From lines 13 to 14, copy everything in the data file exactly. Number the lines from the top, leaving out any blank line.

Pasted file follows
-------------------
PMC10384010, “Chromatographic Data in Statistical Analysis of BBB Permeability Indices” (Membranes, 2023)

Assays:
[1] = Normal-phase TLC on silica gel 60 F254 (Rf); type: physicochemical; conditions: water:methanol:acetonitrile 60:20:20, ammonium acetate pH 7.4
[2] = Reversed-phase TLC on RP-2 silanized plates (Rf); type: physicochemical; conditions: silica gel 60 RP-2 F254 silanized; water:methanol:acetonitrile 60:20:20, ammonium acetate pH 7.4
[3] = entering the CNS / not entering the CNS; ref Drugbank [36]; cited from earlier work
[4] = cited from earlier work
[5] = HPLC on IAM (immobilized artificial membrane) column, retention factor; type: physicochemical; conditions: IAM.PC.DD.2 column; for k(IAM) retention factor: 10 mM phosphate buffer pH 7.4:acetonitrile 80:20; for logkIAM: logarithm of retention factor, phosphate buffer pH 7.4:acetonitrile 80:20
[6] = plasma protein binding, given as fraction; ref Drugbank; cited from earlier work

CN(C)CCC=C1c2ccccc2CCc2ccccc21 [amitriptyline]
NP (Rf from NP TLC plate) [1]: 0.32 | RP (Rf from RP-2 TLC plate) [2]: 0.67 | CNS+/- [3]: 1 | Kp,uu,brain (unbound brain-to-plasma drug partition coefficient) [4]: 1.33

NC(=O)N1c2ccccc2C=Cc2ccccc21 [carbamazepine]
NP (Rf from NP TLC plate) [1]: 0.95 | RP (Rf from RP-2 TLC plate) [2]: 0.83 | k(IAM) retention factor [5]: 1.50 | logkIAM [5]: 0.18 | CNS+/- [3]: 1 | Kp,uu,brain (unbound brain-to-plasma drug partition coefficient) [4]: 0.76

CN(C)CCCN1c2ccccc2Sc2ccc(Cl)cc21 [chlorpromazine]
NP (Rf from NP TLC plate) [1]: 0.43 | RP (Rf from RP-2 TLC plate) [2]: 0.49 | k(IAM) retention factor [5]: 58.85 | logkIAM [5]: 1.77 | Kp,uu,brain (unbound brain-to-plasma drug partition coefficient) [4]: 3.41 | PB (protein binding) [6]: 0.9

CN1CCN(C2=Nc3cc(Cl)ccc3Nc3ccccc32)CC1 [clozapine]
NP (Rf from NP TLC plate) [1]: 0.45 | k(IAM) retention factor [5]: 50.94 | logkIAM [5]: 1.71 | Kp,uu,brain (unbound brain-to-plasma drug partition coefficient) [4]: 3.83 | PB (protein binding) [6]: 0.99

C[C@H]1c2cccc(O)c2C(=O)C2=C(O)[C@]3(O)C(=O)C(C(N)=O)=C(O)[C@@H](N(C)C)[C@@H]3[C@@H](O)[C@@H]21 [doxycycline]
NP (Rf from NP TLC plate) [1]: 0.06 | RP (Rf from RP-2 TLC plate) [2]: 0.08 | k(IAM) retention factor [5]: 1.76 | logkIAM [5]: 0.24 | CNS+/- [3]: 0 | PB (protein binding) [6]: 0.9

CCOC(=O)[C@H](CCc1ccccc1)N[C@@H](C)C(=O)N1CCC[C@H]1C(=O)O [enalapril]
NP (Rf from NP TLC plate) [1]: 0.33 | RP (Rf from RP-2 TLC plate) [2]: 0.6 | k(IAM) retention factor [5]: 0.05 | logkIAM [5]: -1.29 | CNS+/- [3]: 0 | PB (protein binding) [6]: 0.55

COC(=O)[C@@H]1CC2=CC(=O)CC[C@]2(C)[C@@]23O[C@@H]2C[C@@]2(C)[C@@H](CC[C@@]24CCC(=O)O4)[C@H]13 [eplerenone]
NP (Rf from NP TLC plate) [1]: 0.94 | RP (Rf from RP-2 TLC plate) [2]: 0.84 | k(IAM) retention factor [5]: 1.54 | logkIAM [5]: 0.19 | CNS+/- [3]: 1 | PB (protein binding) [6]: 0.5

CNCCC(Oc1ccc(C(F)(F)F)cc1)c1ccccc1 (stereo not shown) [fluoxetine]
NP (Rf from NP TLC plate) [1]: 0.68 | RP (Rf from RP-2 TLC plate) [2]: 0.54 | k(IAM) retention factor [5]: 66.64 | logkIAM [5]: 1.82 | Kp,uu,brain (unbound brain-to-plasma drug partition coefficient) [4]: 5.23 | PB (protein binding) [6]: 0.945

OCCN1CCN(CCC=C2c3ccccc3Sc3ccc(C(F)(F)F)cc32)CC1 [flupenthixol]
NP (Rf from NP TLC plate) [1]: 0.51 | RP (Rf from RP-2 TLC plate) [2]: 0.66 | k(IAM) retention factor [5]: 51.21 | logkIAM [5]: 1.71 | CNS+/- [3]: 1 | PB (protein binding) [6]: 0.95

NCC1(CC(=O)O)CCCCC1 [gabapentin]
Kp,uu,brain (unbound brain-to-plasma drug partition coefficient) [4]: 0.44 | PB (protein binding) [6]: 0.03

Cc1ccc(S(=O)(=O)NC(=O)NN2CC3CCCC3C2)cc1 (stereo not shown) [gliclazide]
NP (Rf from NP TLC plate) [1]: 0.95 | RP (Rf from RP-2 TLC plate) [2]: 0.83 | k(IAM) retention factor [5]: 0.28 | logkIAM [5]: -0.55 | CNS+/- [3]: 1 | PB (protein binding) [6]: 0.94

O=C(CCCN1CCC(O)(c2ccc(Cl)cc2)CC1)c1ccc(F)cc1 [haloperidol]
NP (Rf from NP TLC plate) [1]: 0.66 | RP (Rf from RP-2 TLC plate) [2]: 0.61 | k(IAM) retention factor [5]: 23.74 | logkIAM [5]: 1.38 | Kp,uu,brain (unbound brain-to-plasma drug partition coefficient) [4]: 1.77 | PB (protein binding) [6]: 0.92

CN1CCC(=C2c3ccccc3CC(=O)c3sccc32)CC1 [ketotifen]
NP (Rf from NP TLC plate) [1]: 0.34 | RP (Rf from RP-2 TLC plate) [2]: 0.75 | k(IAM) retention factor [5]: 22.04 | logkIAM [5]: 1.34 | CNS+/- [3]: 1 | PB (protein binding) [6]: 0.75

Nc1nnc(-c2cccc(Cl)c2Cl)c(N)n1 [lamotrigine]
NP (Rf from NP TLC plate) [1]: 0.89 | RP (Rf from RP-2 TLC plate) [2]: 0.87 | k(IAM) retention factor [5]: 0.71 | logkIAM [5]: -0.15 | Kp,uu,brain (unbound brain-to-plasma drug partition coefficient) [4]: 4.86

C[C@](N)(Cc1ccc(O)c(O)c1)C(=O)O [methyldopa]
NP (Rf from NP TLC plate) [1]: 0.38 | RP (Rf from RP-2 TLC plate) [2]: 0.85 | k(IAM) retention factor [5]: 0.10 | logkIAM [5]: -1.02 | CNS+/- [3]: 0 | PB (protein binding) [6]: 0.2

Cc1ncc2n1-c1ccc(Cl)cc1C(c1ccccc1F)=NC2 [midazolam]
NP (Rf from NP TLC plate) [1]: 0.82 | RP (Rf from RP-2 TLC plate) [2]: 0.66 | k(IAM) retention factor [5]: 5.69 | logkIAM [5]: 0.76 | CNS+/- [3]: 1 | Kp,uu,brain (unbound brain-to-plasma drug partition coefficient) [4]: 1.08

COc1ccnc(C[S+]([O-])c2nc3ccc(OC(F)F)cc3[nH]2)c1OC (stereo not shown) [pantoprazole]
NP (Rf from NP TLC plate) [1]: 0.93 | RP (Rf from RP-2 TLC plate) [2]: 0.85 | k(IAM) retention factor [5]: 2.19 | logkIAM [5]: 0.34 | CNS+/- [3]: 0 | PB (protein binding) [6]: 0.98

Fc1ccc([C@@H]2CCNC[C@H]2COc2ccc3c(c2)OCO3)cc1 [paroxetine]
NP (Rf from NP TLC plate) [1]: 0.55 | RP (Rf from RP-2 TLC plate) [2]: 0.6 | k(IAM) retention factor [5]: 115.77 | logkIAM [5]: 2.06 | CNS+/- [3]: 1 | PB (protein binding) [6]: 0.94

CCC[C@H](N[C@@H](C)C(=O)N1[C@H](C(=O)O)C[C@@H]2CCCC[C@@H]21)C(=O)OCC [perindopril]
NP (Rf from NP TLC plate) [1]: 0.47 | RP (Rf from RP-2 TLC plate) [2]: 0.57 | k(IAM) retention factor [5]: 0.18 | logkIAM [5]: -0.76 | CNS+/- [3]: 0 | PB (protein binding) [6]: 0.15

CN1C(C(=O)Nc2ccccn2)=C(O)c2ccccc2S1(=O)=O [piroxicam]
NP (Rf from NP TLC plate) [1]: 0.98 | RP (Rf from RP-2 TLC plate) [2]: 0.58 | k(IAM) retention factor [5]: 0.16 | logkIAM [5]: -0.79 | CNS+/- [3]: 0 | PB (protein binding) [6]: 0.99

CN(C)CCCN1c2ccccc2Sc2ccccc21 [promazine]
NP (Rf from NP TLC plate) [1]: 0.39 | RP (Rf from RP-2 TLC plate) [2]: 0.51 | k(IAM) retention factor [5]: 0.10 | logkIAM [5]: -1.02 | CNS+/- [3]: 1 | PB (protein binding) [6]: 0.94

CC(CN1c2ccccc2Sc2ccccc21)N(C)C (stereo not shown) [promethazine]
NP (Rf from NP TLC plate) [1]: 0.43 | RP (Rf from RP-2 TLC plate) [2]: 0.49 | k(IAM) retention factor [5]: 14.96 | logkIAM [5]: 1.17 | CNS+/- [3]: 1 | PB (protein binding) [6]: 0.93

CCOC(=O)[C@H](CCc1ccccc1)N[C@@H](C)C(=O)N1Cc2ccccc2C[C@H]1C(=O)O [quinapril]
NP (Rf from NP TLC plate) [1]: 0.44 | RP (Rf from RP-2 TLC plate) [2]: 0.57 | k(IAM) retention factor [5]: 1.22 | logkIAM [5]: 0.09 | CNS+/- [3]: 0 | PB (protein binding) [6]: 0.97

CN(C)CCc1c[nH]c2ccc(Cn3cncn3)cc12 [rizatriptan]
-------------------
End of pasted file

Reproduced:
CN(C)CCCN1c2ccccc2Sc2ccc(Cl)cc21 [chlorpromazine]
NP (Rf from NP TLC plate) [1]: 0.43 | RP (Rf from RP-2 TLC plate) [2]: 0.49 | k(IAM) retention factor [5]: 58.85 | logkIAM [5]: 1.77 | Kp,uu,brain (unbound brain-to-plasma drug partition coefficient) [4]: 3.41 | PB (protein binding) [6]: 0.9